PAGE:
PLSA unveils pension priorities for party manifestos

08 May 2017

"A strong pensions sector is key to a strong economy" say the Pensions and Lifetime Savings Association (PLSA).

The PLSA has outlined its six priorities for pensions in the upcoming general election:

  1. State pension – The state pension, set at its current value relative to average earnings, is affordable without further increases to the state pension age. The triple lock has been valuable in raising the relative incomes of pensioners but, if it is maintained in future, it will add around 1% of GDP to the cost of the state pension. A simpler, fairer and more affordable uprating mechanism should be introduced, linking to earnings growth, enabling the state pension to keep pace with working age incomes, with a floor to protect against any periods when wages fall. Indexing in line with earnings will allow the state pension to maintain its current value of around 30% of average earnings.

  2. Automatic enrolment - Automatic enrolment will deliver a real improvement for millions of people’s retirement incomes and the government can build on this success. To do this, it is essential that minimum overall contributions increase to at least 12% of salary by 2030, with steps taken now towards this goal. The government should also extend automatic enrolment to include 18-21 year olds, self-employed people and those in multiple jobs paying low salaries totalling £10,000 or more.

  3. Defined Benefit - The UK’s DB pensions are underfunded, with around three million people having only a 50:50 chance of seeing their benefits paid in full. The government should bring forward legislation to reduce burdens and enable pension schemes to share services or to merge, delivering better returns, saving money and improving governance. This will mean a greater chance of members receiving their benefits. It will free employers to focus on corporate growth and it will return public confidence to the system.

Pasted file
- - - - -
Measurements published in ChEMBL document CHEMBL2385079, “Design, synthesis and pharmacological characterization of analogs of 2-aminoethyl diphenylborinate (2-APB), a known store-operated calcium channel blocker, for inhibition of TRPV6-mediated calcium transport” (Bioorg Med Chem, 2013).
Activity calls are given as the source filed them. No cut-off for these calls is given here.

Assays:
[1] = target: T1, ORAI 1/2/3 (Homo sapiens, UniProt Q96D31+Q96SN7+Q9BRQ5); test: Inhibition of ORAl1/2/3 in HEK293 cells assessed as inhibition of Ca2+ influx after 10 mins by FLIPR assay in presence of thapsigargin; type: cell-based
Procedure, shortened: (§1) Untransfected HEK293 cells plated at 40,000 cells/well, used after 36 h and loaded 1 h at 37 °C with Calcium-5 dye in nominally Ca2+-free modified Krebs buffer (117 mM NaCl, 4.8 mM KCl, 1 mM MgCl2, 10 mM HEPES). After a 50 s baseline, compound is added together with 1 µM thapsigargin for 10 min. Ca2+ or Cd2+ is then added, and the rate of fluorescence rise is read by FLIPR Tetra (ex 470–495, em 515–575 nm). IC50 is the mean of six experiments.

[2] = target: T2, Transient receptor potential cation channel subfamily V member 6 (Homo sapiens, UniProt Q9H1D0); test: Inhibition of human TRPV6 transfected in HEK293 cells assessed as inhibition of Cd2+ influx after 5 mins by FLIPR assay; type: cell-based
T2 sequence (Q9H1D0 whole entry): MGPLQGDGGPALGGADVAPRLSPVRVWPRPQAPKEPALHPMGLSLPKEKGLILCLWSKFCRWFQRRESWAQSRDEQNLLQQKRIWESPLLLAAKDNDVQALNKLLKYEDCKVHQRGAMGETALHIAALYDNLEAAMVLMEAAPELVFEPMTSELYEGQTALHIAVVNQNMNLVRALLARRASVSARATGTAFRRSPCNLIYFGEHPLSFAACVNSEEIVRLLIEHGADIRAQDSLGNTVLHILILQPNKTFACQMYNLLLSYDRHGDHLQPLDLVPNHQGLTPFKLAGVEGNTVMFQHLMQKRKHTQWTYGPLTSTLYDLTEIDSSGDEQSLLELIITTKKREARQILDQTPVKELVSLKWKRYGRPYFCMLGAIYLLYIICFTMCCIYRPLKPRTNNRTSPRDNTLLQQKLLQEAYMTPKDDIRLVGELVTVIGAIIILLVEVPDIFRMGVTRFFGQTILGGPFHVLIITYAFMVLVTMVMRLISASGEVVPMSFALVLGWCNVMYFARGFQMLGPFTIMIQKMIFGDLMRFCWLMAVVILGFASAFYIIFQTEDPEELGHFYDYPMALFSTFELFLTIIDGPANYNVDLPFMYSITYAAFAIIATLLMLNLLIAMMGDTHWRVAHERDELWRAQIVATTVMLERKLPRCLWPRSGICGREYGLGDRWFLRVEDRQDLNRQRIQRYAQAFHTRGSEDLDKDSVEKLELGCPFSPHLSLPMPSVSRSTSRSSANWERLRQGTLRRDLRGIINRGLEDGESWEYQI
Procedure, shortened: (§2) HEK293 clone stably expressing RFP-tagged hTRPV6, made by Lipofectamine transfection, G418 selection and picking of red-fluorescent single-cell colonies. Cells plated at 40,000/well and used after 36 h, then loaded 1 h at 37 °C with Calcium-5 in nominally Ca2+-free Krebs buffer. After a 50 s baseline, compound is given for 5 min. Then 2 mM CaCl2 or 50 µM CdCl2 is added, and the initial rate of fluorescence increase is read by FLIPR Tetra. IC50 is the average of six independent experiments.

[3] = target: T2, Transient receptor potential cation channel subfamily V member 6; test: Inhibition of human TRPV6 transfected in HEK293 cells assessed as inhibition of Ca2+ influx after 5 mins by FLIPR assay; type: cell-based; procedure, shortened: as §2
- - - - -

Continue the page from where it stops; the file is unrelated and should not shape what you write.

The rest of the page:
4. Pension scams - Pension scams damage people’s retirement incomes. Under current law, the scheme trustees are powerless to stop the transfer even if they have grave concerns about the risks to the member involved. To protect people from pension scams, legislation should be introduced to establish an authorisation regime for pension schemes. An individual would only have the right to transfer to an authorised scheme.

  5. Help at retirement - Decisions made at retirement are some of the most important, yet difficult, decisions to make. The government should make it easier for trustees to signpost good quality and good value schemes or products. This will ensure that those who are unwilling or unable to make a choice have their interests safeguarded.

  6. Tax relief - Savers must continue to be incentivised to save, and any tax reform should harness incentives to save, not remove them. Further piecemeal cuts will undermine the stability of – and public trust in – the system of pensions tax relief. The government should instead undertake a thorough, independent review of tax and incentives to save in order to seek sustainable solutions which continue the alignment of government (both current and future), savers, employers, industry and broader society which has driven the success of automatic enrolment so far.

Graham Vidler, Director of External Affairs, Pensions and Lifetime Savings Association, said:

“Over the last two years, a significant amount of work has been done to ensure the continued momentum of automatic enrolment and to help extend workplace pension saving to more people than ever before. We have also seen a welcome recognition from government of the need for action on defined benefit pensions.

The next government needs to consolidate the growth of workplace pensions, increasing the reach of automatic enrolment and setting out a plan to raise contribution rates. It also needs to make it easier for schemes to make defined benefit pensions sustainable.

Above all, it needs to build public confidence in the system, helping the industry fight scams and deliver the retirement choices savers want, while resisting the temptation for further raids on the pensions tax relief piggybank.”

The full text of the ‘Priorities for pensions – A manifesto for government’ – can be found here.